co.uk) ? is seeing a new
demand for them. It reports
a 44% uplift in sales over the
past five years.
BEAM US UP
The real game-changers in
this market are two-person
?through-the-floor? capsule
lifts, which have only been
around for about five years.
Taking up less floor space
than a shower tray, they can
be neatly fitted into the
corner of a room. They run on
rails and don?t need a lift shaft
? so you can put down a ?lid?
that matches your floor and
get your space back upstairs
when not in use. They cost
�,000-�,000 ? a lot less
than you?d pay to move if the
stairs become too much.
Through-the-floor
capsules aren?t taking over
from stairlifts ? which
usually cost less than half
as much ? but they are
making their presence felt as
empty-nesters futureproof
their homes rather than move.
?They are a safer option
than a stairlift because they
are enclosed,? says John
McSweeney, sales and
marketing director of the
Cheshire-based Terry Lifts
(terrylifts.co.uk), which
makes, fits and services
all types of lift, and is the
main UK manufacturer of
into a domestic power
socket. Prices start at just
under �,000. A slightly
larger version, with room for
three people or one and a
wheelchair, costs �,000.
?People don?t want
stairlifts ? they are unsightly
and for old people ? and we
have had a lot of interest in
these,? says Yola Mealing,
marketing manager at Lifton.
?They are being bought
by people who don?t need
them yet for mobility reasons,
but who want to stay in
their homes for another 20
years or so.?
FOX SEARCHLIGHT/ENTERTAINMENT PICTURES/ALAMY
HOW TO...
through-the-floor capsules.
?The most compact take two
standing or one seated.?
He points out that they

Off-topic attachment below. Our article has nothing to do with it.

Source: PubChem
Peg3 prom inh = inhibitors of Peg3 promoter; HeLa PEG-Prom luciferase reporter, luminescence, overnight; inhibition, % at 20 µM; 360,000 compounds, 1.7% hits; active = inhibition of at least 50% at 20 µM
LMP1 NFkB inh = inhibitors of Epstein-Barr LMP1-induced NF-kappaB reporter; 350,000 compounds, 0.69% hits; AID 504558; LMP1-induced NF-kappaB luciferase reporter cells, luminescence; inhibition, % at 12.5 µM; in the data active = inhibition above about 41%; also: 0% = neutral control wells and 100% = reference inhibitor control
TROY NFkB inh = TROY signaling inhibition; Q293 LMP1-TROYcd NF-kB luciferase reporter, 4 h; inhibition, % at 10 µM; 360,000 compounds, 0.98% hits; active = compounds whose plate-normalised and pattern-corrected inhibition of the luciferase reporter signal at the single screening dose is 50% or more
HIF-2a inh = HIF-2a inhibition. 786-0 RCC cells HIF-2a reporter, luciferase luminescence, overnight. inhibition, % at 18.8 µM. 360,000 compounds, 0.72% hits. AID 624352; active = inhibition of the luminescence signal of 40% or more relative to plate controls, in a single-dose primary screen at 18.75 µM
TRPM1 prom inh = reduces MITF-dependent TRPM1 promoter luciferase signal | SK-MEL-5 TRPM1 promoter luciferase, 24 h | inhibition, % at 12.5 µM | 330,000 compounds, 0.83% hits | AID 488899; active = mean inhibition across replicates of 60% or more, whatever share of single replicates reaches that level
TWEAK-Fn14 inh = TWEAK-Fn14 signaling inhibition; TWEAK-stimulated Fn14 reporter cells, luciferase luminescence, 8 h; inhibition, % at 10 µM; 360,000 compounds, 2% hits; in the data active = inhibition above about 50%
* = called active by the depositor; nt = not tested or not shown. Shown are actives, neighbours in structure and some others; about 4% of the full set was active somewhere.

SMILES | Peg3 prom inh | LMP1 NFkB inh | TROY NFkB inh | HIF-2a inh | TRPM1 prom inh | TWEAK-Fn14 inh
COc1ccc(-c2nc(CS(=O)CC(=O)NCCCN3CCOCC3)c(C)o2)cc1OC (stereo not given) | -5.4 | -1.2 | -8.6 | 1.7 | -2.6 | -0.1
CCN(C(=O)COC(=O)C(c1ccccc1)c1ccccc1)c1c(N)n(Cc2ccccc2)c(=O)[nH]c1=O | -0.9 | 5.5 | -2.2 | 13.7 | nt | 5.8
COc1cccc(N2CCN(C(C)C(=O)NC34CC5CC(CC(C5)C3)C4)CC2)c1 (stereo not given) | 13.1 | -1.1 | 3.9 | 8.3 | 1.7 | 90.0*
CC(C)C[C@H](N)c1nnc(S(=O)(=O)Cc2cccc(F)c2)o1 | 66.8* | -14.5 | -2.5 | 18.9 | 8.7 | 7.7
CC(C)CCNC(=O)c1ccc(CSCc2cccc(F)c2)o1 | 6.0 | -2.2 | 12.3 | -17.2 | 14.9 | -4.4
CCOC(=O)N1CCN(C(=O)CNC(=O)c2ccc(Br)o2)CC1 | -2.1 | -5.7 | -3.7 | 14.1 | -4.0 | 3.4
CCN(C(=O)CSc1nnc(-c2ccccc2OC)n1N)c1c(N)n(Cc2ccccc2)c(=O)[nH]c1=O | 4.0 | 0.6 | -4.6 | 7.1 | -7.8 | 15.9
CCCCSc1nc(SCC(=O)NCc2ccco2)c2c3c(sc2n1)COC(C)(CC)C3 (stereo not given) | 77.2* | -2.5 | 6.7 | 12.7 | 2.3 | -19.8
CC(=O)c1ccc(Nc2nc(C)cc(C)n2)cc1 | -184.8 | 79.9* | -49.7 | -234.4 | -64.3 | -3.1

come with between-floor
fire and smoke protection.
They are also fun, and useful
for moving the washing,
the vacuum cleaner or an
arthritic dog, even for those
who can still run up to the
first floor. ?They are stylish,
too, and you can show them
off to your friends,? he says.
?Nobody ever did that with
a stairlift.?
GETTING YOUNGER
Terry Lifts customers have
generally been over 70,
McSweeney says, ?but the
age is coming down as
people look ahead and realise
they may want to stay longer
at home. About 2,500
through-the-floor lifts are
sold each year in the UK, and
sales are growing 30%-40%
year on year, particularly to
empty-nesters with no
mortgage, who see them as
home improvements, and to
people in their sixties, when
it?s about futureproofing.?
Lifton (lifton.co.uk) sells
its own version of the
through-the-floor lift, the Duo
? a pod that pulls itself up
on rails, so has no need of
hydraulics, and plugs directly
CAN I BUY SECOND-HAND?
Traditionally, home lifts
have needed a shaft, and
have therefore been bulky,
impractical and unaffordable
for most. They are, however,
faster than the pods and
can cover more than two
floors. These ?executive
lifts? start at about �,000,
but you could easily pay
double that for a retrofit ?
when they are added to an
existing building ? and there
is a burgeoning trade in
second-hand ones.
The through-the-floor
models are still too new to
have much of a second-hand
market ? and, in any case,
people tend to keep them as
an asset.
Wheelchair or platform lifts
cost between �000 and
�,000 new, depending
on the preparation work
involved. A second-hand one
can be had for about �000.
ADDED VALUE
?One in four falls among older
people involves stairs, and
the majority are at home,?
says Stephanie McMahon,
head of research at Strutt &
Parker estate agency, which
has 117 properties on its
books with a ?lift? reference.
Most are flats in London
mansion blocks, but one is
in a grade I listed house
overlooking St James?s Park,
where a groovy lift was added
as part of a refurbishment:
it?s yours for �.5m.